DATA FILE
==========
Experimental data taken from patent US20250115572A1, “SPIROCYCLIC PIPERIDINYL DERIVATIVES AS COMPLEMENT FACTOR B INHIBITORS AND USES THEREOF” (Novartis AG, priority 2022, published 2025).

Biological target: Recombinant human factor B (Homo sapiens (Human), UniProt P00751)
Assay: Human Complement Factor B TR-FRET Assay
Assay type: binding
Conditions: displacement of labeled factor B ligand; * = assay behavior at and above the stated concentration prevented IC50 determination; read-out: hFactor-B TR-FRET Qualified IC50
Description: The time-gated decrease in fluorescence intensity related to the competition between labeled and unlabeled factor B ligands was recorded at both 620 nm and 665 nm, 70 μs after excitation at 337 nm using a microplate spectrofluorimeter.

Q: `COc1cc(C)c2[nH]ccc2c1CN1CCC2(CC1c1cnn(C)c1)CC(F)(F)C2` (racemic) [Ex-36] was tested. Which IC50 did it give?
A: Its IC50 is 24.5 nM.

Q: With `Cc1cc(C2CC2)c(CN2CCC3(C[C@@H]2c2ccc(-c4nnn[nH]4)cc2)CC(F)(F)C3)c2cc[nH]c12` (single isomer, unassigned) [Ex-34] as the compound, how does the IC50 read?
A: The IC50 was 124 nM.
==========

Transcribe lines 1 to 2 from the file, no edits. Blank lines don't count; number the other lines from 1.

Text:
Experimental data taken from patent US20250115572A1, “SPIROCYCLIC PIPERIDINYL DERIVATIVES AS COMPLEMENT FACTOR B INHIBITORS AND USES THEREOF” (Novartis AG, priority 2022, published 2025).

Biological target: Recombinant human factor B (Homo sapiens (Human), UniProt P00751)